Reign of Fire is an action film released in July of 2002 by Touchstone Pictures and directed by Rob Bowman (whose previous credits are mostly TV shows, most noteably many episodes of "The X-Files" and the series' film). The story takes place in the near future (2020C.E.) where dragons, which had been in hibernation in large underground caverns for millions of years, have awoken and decimated the planet, turning entire cities to ash and feasting on the remains. The film focuses on Quinn (Christian Bale), leader of a small community somewhere in England just trying to survive, and Denton Van Zan (Matthew McConaughey), an American national guardsman leading what remains of his troops to find a way to stop the dragons once and for all. Quinn and Van Zan's conflicting philosophies add some thought to this mostly action-filled movie.
Reign of Fire fits into the category of summer blockbuster action flick, though it is quite entertaining and doesn't suffer from many of the drawbacks most action films do. The acting in Reign of Fire is good, the audience is spared any lame subplots designed to widen the target audience (no goofy sidekicks, unrealistic romances, etc.), and the film isn't dependent on special effects. Despite this, the special effects are very good and not overused. The audience is never given footage of the dragons flying or attacking just to show off the studio's computer graphics department. Each dragon attack serves a purpose in the story.
The suspenseful and grim, post-apocalyptic mood of the film is excellently portrayed. The skies are often misty and overcast, leaving the characters (and audience) to wonder what may be about to come flying out of the clouds. The countryside surrounding Quinn's community of survivors is almost completely barren and scorched. A scene in which Quinn and Van Zan end up fighting each other illustrates this best as their movement pushes around and kicks up the thick ash where once dirt and plantlife may have been found. At times the film seems to draw inspiration from medieval tales of dragons, with Quinn's community living in a castle, Van Zan sometimes sporting an axe rather than a gun, Quinn and Van Zan using crossbows at one point, and, of course, the dragons themselves. Nevertheless, Bowman manages to mix this with a modern and post-apocalyptic feel with Van Zan's tanks, the 3D mapping technology and skydiving the soldiers use in slaying dragons, and Quinn's rifle's scope.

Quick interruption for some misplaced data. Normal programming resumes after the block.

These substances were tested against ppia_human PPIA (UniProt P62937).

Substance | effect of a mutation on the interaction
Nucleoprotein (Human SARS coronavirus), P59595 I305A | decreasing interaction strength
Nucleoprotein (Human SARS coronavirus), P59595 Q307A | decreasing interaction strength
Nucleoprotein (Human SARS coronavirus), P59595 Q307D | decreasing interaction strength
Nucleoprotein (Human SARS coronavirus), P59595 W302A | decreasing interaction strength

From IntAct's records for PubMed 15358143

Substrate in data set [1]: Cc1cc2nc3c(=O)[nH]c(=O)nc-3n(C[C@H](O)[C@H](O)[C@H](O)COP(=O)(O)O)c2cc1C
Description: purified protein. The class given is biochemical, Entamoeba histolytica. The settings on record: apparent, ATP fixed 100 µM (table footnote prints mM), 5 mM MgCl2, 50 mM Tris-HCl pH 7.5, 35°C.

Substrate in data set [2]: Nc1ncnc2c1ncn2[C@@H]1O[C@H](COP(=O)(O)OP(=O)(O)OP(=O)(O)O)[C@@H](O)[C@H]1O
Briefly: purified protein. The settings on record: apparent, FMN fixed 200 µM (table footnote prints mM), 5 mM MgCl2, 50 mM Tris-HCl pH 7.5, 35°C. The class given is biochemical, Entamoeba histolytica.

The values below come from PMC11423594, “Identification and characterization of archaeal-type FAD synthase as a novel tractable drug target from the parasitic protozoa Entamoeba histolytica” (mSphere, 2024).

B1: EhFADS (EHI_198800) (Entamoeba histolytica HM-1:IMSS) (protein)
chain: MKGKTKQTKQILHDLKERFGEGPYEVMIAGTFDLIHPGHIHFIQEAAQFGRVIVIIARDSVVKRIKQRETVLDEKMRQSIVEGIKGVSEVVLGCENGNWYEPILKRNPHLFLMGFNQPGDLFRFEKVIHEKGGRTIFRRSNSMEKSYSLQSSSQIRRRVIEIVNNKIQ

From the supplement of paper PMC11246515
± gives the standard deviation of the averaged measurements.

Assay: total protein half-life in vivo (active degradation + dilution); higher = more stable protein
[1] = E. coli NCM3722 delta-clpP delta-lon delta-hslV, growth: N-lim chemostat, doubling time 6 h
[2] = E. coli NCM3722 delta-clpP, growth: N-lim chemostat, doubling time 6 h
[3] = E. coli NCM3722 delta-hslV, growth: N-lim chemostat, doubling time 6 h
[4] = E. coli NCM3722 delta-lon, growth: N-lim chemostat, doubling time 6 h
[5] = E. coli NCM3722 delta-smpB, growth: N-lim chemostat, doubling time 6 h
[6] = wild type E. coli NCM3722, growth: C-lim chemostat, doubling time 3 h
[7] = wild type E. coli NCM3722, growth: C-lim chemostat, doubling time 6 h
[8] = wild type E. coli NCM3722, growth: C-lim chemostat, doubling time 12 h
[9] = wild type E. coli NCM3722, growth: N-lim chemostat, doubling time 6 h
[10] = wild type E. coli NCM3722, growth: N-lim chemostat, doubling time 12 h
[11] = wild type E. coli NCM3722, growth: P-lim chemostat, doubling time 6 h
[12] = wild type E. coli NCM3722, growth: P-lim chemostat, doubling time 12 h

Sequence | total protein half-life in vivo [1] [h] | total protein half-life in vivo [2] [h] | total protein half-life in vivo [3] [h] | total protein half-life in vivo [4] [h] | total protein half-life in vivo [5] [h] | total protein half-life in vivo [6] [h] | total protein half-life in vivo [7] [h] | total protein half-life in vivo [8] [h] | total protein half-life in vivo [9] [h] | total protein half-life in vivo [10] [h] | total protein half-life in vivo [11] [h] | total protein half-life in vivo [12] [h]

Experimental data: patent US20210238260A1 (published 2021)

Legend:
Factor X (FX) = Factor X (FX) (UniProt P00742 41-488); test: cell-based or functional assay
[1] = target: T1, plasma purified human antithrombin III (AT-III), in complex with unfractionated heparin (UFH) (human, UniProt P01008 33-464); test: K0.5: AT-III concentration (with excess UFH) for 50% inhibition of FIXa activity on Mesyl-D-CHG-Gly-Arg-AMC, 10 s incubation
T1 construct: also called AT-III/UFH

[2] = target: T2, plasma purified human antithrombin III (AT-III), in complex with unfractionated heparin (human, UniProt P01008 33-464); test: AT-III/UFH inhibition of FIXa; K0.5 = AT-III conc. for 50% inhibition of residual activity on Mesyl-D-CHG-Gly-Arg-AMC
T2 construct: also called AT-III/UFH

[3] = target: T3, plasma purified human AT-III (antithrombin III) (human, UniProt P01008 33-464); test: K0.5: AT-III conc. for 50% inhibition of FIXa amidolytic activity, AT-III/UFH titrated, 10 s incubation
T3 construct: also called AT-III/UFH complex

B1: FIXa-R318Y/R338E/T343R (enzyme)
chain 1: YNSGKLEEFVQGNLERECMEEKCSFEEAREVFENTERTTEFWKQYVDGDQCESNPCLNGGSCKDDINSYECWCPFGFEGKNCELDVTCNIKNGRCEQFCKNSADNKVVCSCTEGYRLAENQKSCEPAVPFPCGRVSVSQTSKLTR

The look of the dragons is another plus. The beasts come across as dangerous and agile without the human-like personalities or facial expressions they might have had in another movie. There's nothing magic about them, as Van Zan says at one point. The creatures flight is made possible with massive wingspans. The fire they "breathe" is created by two glands in their mouths which mix chemicals that react to each other explosively when the dragons push air out through their mouths. Articles written about the film before its release point out that director Rob Bowman wanted the artists and special effects people to create dragons that would appear realistic. The artists responded by using the look of other, real reptiles found on Earth and basic skeletal structures found in birds.
Reign of Fire isn't without its drawbacks. After the audience is shown the awakening of the first dragon, the movie flashes foward to 2020 with a well-put together but not too developed montage of newspaper articles and pictures of ruined cities while Quinn rushes through a narrative of the history of the world after the dragons begin their reign of fire. The end of the film seems to come too quickly as well, though perhaps this is merely because the audience is spared dull filler material many action movies include. Despite this, the film is enjoyable overall. Not something to see if you're looking for gripping drama or deep character development but definitely one of the better action flicks out there.
Reign of Fire
Directed by: Rob Bowman.
Written by: Gregg Chabot, Kevin Peterka, and Matt Greenberg.
Starring: Christian Bale, Matthew McConaughey, Izabella Scorupco, and Gerard Butler.
Released by: Touchstone Pictures in 2002.
Rated PG-13 by the MPAA for "intense action violence."